However, in contrast to the standard multibeam systems, steel braces are installed between the projector modules for reinforcement purposes. The braces increase the spacing of the transducer elements in the along-ship direction, resulting in modified transmission beam-forming algorithms and slightly increased side lobes on the transmission side. This effect must be minimised to an uncritical level for the overall system performance. For the hydrophone arrays of these multibeam systems, specific non-standard hydrophone modules are utilised which support mechanical reinforcement measures while keeping the spacing of the hydrophone elements the same as for the standard multibeam systems.

Due to the acoustic windows for ice protection, the depth performance decreases slightly (by approx.15%), and maximum coverage of the ice-proof multibeam systems is <130° compared to the 140° of standard multibeam systems.

What Protrudes Will Break Off

In order to make optimal use of the available space while also guaranteeing a high resolution, a multibeam system based on 20kHz is ideally suitable for two reasons: it covers the sea depths in the polar region securely and offers sufficient reserves for most of the sea areas worldwide. By choosing this frequency, the unavoidable acoustic windows and their necessary supports are restricted to a manageable size. Ice-proof solutions for 30 or 50kHz multibeam systems are also possible for installation on vessels that only need to detect in medium water depths.

Ice deflectors and special keel forms for integration of multibeam systems on icebreakers are not necessary. Usually they are merely a very expensive way of concealing the deficient design of such systems and do not eliminate their problems. In particular for icebreakers, the following rule applies: ‘What protrudes will be broken off’. The protection of extensions and annexes as well as anything that does not correspond to the ‘ideal’ form of an icebreaker can become very expensive.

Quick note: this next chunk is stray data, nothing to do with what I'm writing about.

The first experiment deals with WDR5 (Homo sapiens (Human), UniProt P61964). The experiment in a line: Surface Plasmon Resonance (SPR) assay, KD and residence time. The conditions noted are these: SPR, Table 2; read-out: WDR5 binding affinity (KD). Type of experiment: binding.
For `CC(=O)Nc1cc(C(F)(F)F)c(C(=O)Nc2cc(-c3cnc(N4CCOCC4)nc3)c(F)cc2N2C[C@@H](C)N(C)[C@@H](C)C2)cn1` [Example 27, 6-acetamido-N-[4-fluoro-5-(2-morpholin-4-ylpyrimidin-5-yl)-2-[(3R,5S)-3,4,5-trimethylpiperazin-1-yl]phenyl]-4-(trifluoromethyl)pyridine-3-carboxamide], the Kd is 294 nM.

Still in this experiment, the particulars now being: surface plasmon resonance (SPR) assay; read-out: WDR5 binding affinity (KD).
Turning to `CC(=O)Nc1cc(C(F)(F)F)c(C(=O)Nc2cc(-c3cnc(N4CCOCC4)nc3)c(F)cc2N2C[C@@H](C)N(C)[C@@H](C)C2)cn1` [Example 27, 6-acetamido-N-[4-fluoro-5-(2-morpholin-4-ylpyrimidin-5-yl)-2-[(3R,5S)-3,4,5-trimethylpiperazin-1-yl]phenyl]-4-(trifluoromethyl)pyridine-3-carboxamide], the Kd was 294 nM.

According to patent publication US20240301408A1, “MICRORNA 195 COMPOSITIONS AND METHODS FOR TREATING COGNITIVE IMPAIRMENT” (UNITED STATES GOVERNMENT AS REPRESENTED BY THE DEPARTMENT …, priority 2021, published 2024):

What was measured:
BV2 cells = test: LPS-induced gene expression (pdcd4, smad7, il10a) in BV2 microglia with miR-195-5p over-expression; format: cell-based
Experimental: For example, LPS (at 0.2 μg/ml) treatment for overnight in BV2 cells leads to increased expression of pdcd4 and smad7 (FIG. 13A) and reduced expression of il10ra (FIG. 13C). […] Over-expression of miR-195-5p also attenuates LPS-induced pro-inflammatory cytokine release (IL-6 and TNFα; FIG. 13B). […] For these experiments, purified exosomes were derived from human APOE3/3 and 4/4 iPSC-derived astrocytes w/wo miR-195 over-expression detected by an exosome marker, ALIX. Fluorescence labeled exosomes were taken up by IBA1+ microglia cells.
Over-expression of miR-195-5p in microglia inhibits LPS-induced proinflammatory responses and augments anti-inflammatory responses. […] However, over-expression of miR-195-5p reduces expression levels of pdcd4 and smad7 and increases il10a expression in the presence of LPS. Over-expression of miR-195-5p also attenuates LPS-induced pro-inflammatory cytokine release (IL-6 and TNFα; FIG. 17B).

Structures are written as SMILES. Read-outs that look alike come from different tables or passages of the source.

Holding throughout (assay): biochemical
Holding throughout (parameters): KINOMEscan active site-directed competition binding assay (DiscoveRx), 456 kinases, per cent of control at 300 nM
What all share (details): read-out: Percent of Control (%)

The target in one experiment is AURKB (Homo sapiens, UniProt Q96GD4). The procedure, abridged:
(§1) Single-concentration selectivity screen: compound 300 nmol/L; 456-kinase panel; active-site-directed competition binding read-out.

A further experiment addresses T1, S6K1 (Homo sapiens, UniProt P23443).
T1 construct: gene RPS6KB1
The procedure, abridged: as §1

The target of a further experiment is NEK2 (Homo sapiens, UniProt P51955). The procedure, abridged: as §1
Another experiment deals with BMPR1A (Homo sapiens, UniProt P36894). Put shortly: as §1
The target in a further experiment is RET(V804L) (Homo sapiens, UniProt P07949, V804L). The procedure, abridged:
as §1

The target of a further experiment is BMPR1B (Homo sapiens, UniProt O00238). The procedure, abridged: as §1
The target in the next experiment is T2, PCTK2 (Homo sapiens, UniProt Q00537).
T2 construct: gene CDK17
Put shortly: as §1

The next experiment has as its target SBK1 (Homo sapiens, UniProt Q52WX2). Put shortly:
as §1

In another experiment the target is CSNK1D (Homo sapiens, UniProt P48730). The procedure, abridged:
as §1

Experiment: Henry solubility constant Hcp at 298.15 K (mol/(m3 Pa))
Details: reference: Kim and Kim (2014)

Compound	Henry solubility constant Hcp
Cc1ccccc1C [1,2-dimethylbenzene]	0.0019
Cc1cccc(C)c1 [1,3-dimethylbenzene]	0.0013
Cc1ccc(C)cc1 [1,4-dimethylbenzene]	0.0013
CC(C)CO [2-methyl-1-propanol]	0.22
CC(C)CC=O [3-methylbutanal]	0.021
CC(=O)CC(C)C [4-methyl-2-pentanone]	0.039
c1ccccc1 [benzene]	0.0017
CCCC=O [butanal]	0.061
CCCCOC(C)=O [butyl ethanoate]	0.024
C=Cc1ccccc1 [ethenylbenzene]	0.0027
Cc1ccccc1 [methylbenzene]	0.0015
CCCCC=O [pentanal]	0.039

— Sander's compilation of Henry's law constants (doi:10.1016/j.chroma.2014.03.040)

L-3 ELAC Nautik’s many years of experience with installations on icebreakers have furthermore shown that it is of great benefit to construct the installation area of the transducer with the acoustic window as a closed system. The disadvantage of the slightly higher expenditure for such a system is quickly compensated by its advantages. It is very expensive to protect open systems with acoustic windows internally against biological growth, rust and sediments. It is mandatory to frequently dismantle the windows for cleaning purposes. However, the installation in a closed system is maintenance-free. The latest statistics provide evidence of the robustness: up until this day, all ice-proof SeaBeam systems are working properly and no damage has occurred. In addition to Japan, the ice-resistant SeaBeam multibeam systems are at present in successful operation on icebreakers in the Russian Federation and the Chilean Navy.

 

Last updated: 19/07/2019